SQL stands for Structured Query Language and is probably the most popular tool used to create and manage databases today! Programs like Microsoft Access, Paradox, and FoxPro can allow you to use SQL to create databases, tables, fields, and to populate records with field values. You can even do these things in Java. When working with PHP and XHTML forms, you can use SQL to store your form data in database tables, modify or delete those records, or even look up information that was entered previously. We use the MySql server for this, because it runs on our laptops, however, the SQL you learn here (and you'll learn much more of it next year in the database courses) you can use in Microsoft Access, or with Oracle, or anywhere else you have access to SQL.

This quick tutorial will allow us to set up some tables and data that we can use with PHP and XHTML forms. This is by no means a complete lesson on how to use SQL (you will take two or three courses on that next year!) but it's just enough to allow you to do simple things with PHP and XHTML forms.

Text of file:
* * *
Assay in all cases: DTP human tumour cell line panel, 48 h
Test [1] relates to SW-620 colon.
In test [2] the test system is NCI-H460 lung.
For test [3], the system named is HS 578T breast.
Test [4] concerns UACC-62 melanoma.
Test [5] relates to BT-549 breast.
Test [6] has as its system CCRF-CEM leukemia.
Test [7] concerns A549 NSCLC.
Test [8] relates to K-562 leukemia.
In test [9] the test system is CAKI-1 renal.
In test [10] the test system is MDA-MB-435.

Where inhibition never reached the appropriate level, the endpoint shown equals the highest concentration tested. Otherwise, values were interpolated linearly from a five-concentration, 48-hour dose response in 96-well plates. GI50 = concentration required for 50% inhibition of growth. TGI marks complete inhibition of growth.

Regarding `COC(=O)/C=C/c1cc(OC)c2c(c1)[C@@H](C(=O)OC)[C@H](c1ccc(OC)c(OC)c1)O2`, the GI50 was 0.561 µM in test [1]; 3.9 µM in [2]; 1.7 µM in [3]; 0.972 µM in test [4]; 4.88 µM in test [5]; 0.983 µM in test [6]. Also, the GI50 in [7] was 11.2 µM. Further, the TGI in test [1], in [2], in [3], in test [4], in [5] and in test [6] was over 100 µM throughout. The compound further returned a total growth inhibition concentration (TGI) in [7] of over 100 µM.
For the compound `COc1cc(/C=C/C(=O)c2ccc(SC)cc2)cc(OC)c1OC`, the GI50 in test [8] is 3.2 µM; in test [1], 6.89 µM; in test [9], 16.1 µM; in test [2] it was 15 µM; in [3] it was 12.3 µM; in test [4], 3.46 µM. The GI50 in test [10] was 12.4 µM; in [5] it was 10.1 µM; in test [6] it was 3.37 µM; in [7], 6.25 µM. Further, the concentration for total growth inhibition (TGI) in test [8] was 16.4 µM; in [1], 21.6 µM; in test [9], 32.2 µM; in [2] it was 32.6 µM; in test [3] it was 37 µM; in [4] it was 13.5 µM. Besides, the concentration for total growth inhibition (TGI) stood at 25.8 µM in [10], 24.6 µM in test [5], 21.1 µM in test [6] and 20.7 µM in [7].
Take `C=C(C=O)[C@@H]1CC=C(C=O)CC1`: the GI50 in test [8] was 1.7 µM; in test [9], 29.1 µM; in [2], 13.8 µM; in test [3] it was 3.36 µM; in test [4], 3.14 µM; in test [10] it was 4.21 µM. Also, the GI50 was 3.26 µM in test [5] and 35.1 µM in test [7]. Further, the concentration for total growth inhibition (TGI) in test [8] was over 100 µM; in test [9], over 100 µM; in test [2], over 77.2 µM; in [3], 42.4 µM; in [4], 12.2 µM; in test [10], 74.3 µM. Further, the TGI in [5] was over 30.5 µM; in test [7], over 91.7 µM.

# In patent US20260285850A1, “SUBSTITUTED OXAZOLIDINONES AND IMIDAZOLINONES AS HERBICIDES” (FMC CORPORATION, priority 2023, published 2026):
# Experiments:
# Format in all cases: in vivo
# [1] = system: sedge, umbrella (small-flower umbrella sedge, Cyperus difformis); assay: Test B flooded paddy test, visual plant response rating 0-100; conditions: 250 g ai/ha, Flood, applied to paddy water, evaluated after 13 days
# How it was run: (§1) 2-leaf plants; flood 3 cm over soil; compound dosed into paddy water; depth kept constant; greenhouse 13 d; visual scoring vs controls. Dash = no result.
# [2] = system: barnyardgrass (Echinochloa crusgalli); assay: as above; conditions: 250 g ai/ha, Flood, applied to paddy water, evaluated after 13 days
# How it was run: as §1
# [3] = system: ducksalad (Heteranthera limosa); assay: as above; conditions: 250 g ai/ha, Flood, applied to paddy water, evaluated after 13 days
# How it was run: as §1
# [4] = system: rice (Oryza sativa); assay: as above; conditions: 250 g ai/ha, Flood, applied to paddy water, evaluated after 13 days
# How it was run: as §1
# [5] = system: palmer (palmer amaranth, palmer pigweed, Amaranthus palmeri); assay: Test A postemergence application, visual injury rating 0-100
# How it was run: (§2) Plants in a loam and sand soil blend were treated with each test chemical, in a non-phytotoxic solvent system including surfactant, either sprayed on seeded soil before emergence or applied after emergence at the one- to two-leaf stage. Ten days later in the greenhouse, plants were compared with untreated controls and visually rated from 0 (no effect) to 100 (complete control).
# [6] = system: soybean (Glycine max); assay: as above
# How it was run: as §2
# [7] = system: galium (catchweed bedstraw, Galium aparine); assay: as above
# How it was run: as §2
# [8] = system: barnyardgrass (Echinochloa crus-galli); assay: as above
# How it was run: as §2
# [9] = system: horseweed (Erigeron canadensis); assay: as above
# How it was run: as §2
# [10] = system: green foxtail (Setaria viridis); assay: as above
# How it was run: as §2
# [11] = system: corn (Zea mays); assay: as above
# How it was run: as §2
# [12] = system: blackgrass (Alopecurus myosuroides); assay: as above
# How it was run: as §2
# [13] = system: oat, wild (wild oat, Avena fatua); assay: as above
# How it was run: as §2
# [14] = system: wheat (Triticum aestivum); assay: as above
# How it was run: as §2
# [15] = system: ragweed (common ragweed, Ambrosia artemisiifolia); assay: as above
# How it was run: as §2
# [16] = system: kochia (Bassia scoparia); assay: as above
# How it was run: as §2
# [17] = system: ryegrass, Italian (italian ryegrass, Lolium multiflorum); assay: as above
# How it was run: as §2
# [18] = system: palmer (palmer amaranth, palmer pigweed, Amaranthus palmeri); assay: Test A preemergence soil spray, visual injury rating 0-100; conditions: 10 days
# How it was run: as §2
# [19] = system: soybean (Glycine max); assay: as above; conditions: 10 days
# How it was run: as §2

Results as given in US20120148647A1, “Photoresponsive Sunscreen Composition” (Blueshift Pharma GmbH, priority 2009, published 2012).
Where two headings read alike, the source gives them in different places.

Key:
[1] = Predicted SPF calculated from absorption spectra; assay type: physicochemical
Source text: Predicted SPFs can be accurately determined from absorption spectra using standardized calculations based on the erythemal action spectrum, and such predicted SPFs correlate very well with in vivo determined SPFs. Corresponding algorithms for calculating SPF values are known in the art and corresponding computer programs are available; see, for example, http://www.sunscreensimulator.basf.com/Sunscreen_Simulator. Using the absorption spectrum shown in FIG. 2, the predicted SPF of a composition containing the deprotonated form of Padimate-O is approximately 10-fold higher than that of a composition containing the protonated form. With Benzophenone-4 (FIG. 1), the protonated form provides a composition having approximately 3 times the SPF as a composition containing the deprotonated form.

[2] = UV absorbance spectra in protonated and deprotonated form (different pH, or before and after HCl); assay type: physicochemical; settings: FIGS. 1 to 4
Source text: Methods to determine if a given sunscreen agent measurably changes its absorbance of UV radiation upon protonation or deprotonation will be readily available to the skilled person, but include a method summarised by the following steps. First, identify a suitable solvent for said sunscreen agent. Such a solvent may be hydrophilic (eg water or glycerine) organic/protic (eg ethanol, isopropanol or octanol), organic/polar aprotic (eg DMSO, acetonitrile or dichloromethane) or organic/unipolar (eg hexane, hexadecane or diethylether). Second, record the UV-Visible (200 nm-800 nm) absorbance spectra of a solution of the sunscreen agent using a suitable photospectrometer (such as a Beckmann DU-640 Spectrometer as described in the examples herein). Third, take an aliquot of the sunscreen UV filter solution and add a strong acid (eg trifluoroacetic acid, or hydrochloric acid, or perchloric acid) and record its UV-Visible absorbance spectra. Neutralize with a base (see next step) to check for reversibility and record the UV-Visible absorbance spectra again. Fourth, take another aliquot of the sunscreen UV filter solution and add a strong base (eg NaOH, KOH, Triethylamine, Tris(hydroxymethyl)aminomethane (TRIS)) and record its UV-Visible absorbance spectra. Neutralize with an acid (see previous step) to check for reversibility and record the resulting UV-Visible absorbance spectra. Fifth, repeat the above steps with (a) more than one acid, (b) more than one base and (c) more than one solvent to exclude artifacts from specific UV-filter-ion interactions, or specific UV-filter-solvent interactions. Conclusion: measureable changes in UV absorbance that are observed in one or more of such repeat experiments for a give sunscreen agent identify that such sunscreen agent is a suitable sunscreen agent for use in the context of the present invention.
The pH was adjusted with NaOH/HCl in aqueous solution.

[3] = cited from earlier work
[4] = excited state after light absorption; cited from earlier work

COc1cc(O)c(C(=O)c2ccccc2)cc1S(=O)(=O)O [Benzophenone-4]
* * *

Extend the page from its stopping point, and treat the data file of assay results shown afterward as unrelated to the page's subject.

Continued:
Creating a Database

First, we need to set up a database:

  1. Go to localhost and log in using the user name and password you set up in the lesson where we installed XAMPP.
  2. In the tools menu, click on phpMyAdmin.
  3. Log in using the root account, and the password you gave the database root account in the lesson where we installed XAMPP.

    In the main PHP Admin screen, the left side will show a list of the databases already on your SQL server. You will see databases with names like mysql and performance_schema. You shouldn't touch these databases, as they're needed by the database server and web server.

    main screen in phpmyadmin

    Across the top you'll see various tabs or buttons that allow you to view and configure items on the server. Click on the Databases tab so we can add a new database and put some data in it.